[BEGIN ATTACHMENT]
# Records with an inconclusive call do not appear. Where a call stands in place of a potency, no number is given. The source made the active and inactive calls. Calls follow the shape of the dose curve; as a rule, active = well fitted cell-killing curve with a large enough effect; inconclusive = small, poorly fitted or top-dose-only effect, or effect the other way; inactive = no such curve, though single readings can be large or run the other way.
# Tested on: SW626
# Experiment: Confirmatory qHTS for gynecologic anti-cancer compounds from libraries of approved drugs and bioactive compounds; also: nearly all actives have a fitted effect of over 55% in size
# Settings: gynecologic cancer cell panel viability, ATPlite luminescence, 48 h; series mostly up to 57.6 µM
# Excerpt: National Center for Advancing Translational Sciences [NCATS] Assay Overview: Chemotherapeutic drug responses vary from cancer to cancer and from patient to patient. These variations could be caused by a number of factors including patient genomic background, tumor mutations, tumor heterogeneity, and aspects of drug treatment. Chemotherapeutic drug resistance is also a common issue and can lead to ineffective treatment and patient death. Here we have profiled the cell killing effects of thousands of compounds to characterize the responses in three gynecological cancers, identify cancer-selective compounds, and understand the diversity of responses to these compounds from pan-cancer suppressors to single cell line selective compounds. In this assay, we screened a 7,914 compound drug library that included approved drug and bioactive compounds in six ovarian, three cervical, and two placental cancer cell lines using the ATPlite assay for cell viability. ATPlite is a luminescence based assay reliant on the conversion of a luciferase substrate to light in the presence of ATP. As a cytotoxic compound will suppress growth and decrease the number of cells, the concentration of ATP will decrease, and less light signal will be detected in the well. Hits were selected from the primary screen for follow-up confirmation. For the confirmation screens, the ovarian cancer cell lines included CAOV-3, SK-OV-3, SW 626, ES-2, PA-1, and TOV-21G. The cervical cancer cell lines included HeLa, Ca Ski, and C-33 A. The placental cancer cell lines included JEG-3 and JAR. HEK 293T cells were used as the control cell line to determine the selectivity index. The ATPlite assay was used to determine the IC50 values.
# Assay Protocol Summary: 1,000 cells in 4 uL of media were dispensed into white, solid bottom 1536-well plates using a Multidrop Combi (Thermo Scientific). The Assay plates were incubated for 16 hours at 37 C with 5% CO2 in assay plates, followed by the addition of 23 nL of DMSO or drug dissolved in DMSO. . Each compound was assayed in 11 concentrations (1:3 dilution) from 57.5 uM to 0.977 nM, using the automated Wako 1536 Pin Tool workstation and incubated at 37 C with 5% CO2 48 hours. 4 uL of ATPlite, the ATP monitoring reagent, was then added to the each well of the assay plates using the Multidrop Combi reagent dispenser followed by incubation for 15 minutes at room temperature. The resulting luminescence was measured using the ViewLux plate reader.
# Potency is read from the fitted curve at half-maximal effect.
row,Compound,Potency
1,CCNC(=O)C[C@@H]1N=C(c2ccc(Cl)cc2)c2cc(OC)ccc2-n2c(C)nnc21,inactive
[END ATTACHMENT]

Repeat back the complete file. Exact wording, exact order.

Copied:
# Records with an inconclusive call do not appear. Where a call stands in place of a potency, no number is given. The source made the active and inactive calls. Calls follow the shape of the dose curve; as a rule, active = well fitted cell-killing curve with a large enough effect; inconclusive = small, poorly fitted or top-dose-only effect, or effect the other way; inactive = no such curve, though single readings can be large or run the other way.
# Tested on: SW626
# Experiment: Confirmatory qHTS for gynecologic anti-cancer compounds from libraries of approved drugs and bioactive compounds; also: nearly all actives have a fitted effect of over 55% in size
# Settings: gynecologic cancer cell panel viability, ATPlite luminescence, 48 h; series mostly up to 57.6 µM
# Excerpt: National Center for Advancing Translational Sciences [NCATS] Assay Overview: Chemotherapeutic drug responses vary from cancer to cancer and from patient to patient. These variations could be caused by a number of factors including patient genomic background, tumor mutations, tumor heterogeneity, and aspects of drug treatment. Chemotherapeutic drug resistance is also a common issue and can lead to ineffective treatment and patient death. Here we have profiled the cell killing effects of thousands of compounds to characterize the responses in three gynecological cancers, identify cancer-selective compounds, and understand the diversity of responses to these compounds from pan-cancer suppressors to single cell line selective compounds. In this assay, we screened a 7,914 compound drug library that included approved drug and bioactive compounds in six ovarian, three cervical, and two placental cancer cell lines using the ATPlite assay for cell viability. ATPlite is a luminescence based assay reliant on the conversion of a luciferase substrate to light in the presence of ATP. As a cytotoxic compound will suppress growth and decrease the number of cells, the concentration of ATP will decrease, and less light signal will be detected in the well. Hits were selected from the primary screen for follow-up confirmation. For the confirmation screens, the ovarian cancer cell lines included CAOV-3, SK-OV-3, SW 626, ES-2, PA-1, and TOV-21G. The cervical cancer cell lines included HeLa, Ca Ski, and C-33 A. The placental cancer cell lines included JEG-3 and JAR. HEK 293T cells were used as the control cell line to determine the selectivity index. The ATPlite assay was used to determine the IC50 values.
# Assay Protocol Summary: 1,000 cells in 4 uL of media were dispensed into white, solid bottom 1536-well plates using a Multidrop Combi (Thermo Scientific). The Assay plates were incubated for 16 hours at 37 C with 5% CO2 in assay plates, followed by the addition of 23 nL of DMSO or drug dissolved in DMSO. . Each compound was assayed in 11 concentrations (1:3 dilution) from 57.5 uM to 0.977 nM, using the automated Wako 1536 Pin Tool workstation and incubated at 37 C with 5% CO2 48 hours. 4 uL of ATPlite, the ATP monitoring reagent, was then added to the each well of the assay plates using the Multidrop Combi reagent dispenser followed by incubation for 15 minutes at room temperature. The resulting luminescence was measured using the ViewLux plate reader.
# Potency is read from the fitted curve at half-maximal effect.
row,Compound,Potency
1,CCNC(=O)C[C@@H]1N=C(c2ccc(Cl)cc2)c2cc(OC)ccc2-n2c(C)nnc21,inactive